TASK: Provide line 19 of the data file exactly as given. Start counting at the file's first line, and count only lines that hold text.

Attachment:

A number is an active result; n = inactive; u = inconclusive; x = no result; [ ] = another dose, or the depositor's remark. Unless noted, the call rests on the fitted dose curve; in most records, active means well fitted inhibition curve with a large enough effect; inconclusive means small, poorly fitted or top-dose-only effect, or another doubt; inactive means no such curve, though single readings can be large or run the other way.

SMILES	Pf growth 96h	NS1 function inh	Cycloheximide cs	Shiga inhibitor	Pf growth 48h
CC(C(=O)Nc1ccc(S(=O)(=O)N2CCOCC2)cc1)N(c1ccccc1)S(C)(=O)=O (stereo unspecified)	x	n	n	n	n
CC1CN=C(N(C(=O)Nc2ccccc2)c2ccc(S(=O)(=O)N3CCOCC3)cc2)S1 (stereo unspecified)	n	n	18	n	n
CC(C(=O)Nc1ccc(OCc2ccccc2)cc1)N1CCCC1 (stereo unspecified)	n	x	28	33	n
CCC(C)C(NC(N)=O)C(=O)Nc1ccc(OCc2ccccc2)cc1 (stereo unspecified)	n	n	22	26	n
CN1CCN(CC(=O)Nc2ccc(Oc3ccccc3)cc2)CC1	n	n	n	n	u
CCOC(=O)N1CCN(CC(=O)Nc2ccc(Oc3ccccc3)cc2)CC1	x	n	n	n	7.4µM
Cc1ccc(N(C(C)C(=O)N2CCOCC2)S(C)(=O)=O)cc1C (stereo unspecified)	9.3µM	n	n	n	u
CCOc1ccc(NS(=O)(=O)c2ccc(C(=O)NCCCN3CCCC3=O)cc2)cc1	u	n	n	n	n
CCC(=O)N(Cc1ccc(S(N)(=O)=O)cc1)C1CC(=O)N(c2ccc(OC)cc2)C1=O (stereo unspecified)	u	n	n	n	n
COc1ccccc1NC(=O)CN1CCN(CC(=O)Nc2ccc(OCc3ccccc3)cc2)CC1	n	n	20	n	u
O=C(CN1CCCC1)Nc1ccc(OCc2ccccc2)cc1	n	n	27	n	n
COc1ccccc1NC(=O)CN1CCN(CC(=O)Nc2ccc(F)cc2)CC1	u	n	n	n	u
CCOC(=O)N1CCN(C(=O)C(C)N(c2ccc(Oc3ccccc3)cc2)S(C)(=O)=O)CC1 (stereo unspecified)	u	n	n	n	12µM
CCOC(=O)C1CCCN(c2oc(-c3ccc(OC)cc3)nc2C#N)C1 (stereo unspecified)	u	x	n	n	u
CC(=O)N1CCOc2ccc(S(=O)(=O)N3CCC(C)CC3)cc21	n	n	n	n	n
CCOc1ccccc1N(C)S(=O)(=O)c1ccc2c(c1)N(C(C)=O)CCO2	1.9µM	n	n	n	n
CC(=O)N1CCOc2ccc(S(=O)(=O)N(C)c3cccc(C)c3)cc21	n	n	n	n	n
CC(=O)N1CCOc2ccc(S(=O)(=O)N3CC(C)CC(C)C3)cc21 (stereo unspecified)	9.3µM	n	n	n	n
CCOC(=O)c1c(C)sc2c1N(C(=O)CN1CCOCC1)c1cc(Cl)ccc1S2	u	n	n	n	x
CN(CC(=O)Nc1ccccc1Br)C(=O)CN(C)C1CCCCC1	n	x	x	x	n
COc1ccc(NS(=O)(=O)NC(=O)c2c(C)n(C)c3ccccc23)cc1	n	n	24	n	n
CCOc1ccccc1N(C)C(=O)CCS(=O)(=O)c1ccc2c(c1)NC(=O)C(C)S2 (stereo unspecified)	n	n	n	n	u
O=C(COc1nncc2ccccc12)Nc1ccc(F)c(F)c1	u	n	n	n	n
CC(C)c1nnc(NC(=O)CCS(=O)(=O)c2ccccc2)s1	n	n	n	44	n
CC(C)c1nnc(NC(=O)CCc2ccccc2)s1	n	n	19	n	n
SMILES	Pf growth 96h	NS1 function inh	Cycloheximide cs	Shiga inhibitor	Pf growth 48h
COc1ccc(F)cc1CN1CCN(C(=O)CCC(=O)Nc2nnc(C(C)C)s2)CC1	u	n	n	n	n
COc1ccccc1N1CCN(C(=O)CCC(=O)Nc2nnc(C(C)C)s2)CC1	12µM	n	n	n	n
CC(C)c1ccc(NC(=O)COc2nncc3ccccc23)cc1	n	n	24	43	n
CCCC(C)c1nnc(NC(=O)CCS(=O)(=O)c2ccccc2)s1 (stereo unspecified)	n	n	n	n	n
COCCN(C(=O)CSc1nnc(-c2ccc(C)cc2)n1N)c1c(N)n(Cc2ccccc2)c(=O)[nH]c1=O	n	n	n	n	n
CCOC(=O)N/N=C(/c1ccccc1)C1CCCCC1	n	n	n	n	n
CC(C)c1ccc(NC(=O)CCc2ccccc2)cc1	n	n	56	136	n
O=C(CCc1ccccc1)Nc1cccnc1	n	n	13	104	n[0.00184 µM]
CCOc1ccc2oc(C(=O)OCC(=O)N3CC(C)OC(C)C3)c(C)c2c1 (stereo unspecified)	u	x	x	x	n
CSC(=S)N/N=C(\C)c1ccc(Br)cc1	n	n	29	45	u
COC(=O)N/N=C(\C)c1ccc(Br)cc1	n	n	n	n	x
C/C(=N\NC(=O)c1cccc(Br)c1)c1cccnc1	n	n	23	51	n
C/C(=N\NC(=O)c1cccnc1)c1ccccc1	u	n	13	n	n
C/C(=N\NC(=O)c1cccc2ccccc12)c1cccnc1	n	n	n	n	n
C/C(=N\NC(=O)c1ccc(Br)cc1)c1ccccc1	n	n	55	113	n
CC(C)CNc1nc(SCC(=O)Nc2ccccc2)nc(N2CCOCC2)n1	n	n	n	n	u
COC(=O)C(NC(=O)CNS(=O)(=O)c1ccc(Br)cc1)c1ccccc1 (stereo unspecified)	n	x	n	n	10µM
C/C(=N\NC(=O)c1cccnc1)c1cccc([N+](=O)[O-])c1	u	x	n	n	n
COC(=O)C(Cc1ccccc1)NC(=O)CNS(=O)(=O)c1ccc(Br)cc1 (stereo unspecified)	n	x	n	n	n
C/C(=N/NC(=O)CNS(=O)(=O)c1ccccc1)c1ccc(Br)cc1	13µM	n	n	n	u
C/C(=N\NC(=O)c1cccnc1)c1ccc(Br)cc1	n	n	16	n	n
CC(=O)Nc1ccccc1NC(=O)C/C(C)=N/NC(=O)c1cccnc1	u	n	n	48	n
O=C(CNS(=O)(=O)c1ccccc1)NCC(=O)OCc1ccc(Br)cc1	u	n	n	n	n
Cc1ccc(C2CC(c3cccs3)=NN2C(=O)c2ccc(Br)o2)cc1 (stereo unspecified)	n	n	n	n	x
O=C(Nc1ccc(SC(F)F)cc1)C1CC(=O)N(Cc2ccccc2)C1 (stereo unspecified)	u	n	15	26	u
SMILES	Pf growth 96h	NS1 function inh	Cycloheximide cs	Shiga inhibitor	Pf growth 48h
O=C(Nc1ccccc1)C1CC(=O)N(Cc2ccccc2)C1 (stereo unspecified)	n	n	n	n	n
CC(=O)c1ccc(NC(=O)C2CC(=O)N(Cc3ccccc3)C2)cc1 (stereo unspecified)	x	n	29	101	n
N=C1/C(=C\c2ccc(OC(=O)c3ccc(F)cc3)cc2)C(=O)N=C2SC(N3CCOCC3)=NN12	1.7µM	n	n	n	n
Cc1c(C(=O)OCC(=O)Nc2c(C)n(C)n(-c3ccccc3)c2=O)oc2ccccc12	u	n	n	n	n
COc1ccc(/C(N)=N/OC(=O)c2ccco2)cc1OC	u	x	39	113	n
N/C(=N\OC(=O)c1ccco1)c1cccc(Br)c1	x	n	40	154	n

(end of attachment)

CC(=O)N1CCOc2ccc(S(=O)(=O)N(C)c3cccc(C)c3)cc21	n	n	n	n	n